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Collaborative Colonialism: The Political Economy of Oil in the Persian Gulf

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Since the discovery of oil, the countries of the Persian Gulf have been caught in a vicious circle. With increasing oil revenues, rulers have made self-enrichment their motivation while foreign powers have exploited the region and provided support for oppressive regimes. Early exploitation of the region's oil was colonial in practice; today, oppressive rulers and foreigner Since the discovery of oil, the countries of the Persian Gulf have been caught in a vicious circle. With increasing oil revenues, rulers have made self-enrichment their motivation while foreign powers have exploited the region and provided support for oppressive regimes. Early exploitation of the region's oil was colonial in practice; today, oppressive rulers and foreigners work hand-in-hand to the detriment of the citizenry. Rulers have no incentives to foster good institutions, especially the rule of law, as independent and efficient institutions would undermine their control over oil revenues. This book takes a chronological look at the impact of oil in the region and examines how vast oil revenues have encouraged oppressive governance and corrupted development policies, impeding human, political, and economic progress. Hossein Askari argues that there is an urgent need for visionary political and economic reform in order to prevent a regional catastrophe. Rulers must start by publicly acknowledging that oil belongs to the people of all generations and that it must be managed accordingly - efficiently, equitably, and transparently.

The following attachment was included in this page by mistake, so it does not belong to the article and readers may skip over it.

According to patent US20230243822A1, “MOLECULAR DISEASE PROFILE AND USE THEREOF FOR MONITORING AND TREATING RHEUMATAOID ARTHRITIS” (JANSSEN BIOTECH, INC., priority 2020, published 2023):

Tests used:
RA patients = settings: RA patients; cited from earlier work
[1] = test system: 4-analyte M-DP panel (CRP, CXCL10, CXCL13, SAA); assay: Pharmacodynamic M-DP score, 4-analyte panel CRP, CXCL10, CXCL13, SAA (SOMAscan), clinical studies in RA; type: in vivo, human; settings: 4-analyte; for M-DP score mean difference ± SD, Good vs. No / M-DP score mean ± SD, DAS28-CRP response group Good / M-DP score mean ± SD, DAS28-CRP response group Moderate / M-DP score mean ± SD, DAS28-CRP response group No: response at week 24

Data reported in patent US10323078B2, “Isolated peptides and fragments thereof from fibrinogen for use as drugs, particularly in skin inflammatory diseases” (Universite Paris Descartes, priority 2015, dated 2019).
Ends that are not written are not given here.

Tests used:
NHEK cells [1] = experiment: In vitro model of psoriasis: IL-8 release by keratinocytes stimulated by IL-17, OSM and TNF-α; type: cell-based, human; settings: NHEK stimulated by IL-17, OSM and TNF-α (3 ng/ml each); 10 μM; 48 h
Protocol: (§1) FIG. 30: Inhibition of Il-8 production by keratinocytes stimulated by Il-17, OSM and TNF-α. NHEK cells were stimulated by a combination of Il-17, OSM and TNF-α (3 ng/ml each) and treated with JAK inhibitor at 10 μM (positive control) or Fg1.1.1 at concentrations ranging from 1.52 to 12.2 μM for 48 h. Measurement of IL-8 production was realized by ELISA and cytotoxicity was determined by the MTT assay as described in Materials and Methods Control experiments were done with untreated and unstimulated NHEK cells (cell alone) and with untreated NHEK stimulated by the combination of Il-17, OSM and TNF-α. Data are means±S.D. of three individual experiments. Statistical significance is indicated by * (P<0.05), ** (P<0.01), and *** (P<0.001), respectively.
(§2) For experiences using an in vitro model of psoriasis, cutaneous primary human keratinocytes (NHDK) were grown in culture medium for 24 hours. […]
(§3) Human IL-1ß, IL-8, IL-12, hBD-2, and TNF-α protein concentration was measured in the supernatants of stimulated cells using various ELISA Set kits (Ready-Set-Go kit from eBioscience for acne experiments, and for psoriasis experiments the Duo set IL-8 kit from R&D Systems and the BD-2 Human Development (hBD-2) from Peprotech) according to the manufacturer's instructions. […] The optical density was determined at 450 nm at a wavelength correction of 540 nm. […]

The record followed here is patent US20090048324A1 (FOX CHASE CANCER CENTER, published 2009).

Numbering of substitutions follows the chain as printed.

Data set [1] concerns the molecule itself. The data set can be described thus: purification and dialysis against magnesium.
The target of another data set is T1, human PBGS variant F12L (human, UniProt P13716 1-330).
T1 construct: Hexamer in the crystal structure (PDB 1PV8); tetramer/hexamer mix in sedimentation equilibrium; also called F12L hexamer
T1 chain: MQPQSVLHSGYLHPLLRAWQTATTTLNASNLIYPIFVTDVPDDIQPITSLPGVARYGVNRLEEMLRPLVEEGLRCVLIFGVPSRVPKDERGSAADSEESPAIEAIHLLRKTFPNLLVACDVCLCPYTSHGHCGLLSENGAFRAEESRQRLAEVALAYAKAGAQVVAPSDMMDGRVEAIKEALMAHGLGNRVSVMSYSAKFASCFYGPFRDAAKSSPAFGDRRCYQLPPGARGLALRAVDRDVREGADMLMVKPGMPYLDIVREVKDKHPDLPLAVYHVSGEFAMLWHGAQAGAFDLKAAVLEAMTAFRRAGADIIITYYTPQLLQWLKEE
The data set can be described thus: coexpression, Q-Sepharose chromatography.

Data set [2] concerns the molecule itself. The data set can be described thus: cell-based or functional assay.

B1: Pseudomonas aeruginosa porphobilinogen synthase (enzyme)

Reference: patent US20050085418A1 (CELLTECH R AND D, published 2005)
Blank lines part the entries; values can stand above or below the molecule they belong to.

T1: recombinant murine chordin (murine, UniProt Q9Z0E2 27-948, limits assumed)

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Since the discovery of oil, the countries of the Persian Gulf have been caught in a vicious circle. With increasing oil revenues, rulers have made self-enrichment their motivation while foreign powers have exploited the region and provided support for oppressive regimes. Early exploitation of the region's oil was colonial in practice; today, oppressive rulers and foreigner Since the discovery of oil, the countries of the Persian Gulf have been caught in a vicious circle. With increasing oil revenues, rulers have made self-enrichment their motivation while foreign powers have exploited the region and provided support for oppressive regimes. Early exploitation of the region's oil was colonial in practice; today, oppressive rulers and foreigners work hand-in-hand to the detriment of the citizenry. Rulers have no incentives to foster good institutions, especially the rule of law, as independent and efficient institutions would undermine their control over oil revenues. This book takes a chronological look at the impact of oil in the region and examines how vast oil revenues have encouraged oppressive governance and corrupted development policies, impeding human, political, and economic progress. Hossein Askari argues that there is an urgent need for visionary political and economic reform in order to prevent a regional catastrophe. Rulers must start by publicly acknowledging that oil belongs to the people of all generations and that it must be managed accordingly - efficiently, equitably, and transparently.

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